English Standard Version (ESV) The Holy Bible, English Standard Version. ESV® Permanent Text Edition® (2016). Copyright © 2001 by Crossway Bibles, a publishing ministry of Good News Publishers.

New Living Translation (NLT) Holy Bible, New Living Translation, copyright © 1996, 2004, 2015 by Tyndale House Foundation. Used by permission of Tyndale House Publishers Inc., Carol Stream, Illinois 60188. All rights reserved.

The Message (MSG) Copyright © 1993, 1994, 1995, 1996, 2000, 2001, 2002 by Eugene H. Peterson

Stand Firm, Seek Peace, Stop Worrying

. 1 Therefore, my brothers, whom I love and long for, my joy and crown, stand firm thus in the Lord, my beloved.

I entreat Euodia and I entreat Syntyche to agree in the Lord. Yes, I ask you also, true companion, help these women, who have labored side by side with me in the gospel together with Clement and the rest of my fellow workers, whose names are in the book of life.

Rejoice in the Lord always; again I will say, rejoice. Let your reasonableness be known to everyone. The Lord is at hand; do not be anxious about anything, but in everything by prayer and supplication with thanksgiving let your requests be made known to God. And the peace of God, which surpasses all understanding, will guard your hearts and your minds in Christ Jesus. – Philippians 4:1-7 ESV

As Paul begins to draw his letter to a close, he repeats a phrase he used at the very beginning.

 Only let your manner of life be worthy of the gospel of Christ, so that whether I come and see you or am absent, I may hear of you that you are standing firm in one spirit, with one mind striving side by side for the faith of the gospel – Philippians 1:27 ESV

Paul bookended his letter with the same thought, and he used the Greek word, stēkō to convey it. It is a word that conveys the idea of standing fast, even in the face of adversity. Paul was encouraging his flock to persevere and persist in their faith, no matter what happened around them. There would be opposition and obstacles, but they were to remain solidly committed to the cause of Christ – together. Remember, Paul is addressing the whole community of believers. He is speaking to them as if they are one because he knows that their unity will be the key to their growth and effectiveness. This idea of standing firm was a staple in Paul’s letter, and its repeated use reveals his firm belief in its importance.

With all these things in mind, dear brothers and sisters, stand firm and keep a strong grip on the teaching we passed on to you both in person and by letter. – 2 Thessalonians 2:15 NLT

So we have been greatly encouraged in the midst of our troubles and suffering, dear brothers and sisters, because you have remained strong in your faith. It gives us new life to know that you are standing firm in the Lord. – 1 Thessalonians 3:7-8 NLT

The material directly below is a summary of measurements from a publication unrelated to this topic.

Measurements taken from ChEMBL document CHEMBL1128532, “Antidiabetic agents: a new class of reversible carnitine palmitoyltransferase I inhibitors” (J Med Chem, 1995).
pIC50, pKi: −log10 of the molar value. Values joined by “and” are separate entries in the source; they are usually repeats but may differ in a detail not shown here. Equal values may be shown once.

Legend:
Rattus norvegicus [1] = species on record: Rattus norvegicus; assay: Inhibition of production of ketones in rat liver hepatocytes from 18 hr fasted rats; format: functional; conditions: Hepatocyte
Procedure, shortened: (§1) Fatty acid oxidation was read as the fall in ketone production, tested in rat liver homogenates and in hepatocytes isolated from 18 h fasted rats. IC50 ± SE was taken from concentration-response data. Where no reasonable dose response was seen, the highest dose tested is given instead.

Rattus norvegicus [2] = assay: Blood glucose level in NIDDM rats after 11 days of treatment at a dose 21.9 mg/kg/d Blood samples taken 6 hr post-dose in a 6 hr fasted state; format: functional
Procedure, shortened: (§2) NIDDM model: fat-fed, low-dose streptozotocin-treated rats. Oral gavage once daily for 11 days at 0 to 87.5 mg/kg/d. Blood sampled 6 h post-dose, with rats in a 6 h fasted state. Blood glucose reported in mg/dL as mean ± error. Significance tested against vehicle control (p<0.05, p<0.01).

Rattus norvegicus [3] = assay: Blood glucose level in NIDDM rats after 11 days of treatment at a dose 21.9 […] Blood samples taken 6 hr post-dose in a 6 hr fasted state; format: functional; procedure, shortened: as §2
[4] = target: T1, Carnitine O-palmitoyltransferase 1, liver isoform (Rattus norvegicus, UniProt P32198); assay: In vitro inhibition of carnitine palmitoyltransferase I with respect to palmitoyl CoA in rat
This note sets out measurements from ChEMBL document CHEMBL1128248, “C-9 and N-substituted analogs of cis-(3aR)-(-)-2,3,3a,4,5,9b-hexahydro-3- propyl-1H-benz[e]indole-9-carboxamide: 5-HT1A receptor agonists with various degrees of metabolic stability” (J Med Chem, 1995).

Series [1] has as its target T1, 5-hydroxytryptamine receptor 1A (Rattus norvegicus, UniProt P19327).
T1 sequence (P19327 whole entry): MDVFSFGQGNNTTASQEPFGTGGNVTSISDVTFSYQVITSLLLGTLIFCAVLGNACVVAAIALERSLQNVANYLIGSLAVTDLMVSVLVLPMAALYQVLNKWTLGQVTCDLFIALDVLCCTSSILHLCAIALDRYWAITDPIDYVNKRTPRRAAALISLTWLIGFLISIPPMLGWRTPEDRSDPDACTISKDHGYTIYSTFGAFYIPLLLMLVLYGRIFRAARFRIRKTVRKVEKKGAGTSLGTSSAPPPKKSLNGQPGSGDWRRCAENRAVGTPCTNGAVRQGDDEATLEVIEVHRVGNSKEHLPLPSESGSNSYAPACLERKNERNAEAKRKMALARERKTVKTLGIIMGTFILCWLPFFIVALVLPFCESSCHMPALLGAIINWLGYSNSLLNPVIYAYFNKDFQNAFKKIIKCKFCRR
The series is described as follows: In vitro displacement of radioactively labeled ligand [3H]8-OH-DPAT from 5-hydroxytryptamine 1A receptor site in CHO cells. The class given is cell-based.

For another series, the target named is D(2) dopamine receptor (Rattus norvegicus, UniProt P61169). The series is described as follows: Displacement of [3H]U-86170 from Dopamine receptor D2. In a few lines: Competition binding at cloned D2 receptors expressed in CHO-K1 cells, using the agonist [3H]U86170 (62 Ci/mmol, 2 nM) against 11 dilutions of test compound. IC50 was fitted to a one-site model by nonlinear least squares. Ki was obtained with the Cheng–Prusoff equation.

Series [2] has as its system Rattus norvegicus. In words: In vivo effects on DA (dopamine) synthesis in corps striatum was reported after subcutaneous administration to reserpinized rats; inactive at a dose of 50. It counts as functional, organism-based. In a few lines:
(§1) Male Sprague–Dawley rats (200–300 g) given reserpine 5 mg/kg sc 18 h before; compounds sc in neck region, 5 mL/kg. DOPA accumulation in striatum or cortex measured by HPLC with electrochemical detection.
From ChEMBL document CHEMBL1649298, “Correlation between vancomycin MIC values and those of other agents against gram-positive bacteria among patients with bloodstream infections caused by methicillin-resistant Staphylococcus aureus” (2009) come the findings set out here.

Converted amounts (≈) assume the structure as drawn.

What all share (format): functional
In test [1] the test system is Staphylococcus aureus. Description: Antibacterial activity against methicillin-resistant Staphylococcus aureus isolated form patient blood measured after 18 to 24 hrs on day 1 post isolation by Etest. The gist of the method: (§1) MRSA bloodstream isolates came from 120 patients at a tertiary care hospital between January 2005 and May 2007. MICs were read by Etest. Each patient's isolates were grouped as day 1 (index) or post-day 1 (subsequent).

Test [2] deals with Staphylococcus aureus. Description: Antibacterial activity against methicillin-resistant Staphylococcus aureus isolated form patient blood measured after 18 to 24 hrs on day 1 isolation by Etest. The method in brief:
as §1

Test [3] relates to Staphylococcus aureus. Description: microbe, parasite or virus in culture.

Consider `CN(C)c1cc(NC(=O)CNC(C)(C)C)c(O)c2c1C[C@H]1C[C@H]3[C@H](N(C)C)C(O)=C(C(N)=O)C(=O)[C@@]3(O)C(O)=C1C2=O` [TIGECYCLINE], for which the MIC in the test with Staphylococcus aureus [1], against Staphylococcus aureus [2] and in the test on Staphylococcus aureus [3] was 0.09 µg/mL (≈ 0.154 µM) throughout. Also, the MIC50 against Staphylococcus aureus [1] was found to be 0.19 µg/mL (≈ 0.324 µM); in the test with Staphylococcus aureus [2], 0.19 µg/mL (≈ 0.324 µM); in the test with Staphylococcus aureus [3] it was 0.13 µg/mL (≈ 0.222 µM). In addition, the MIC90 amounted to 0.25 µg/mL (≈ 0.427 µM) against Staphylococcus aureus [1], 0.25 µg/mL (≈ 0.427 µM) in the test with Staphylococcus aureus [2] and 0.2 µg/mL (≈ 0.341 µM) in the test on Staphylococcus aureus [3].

Be on guard. Stand firm in the faith. Be courageous. Be strong. And do everything with love. – 1 Corinthians 16:13-14 NLT

Notice that Paul linked this perseverance to a variety of things. He described its foundation as being the clear, unadulterated teaching of the gospel. And that gospel message was to be based on the Lord, Jesus Christ, and Him alone. Which belief in that gospel message requires faith in the finished work of Jesus Christ.

And here in chapter four, Paul reminds his readers to stand firm in the Lord. It was their faith in Jesus that would make possible their perseverance and persistence in the faith. Any deviation or distraction from the pure gospel message of faith in Christ alone would leave them unstable and capable of anything, including disunity, immorality, and a failure to shine as lights “in the midst of a crooked and twisted generation” (Philippians 2:15 ESV).

Having reiterated his call to perseverance, Paul turns his attention to a specific case where it was desperately needed within the local congregation at Philippi. Most likely, Paul had been made aware of the ongoing problem between Euodia and Syntyche by Epaphroditus when he arrived in Rome to minister to Paul. We are not given any clue as to the nature between these two individuals, but they were clearly members of the church family in Philippi, and they were experiencing some kind of conflict between themselves that was having an impact on the entire congregation. Perhaps there were others who were taking sides with one or the other of these women, and the dispute between them was beginning to divide the church.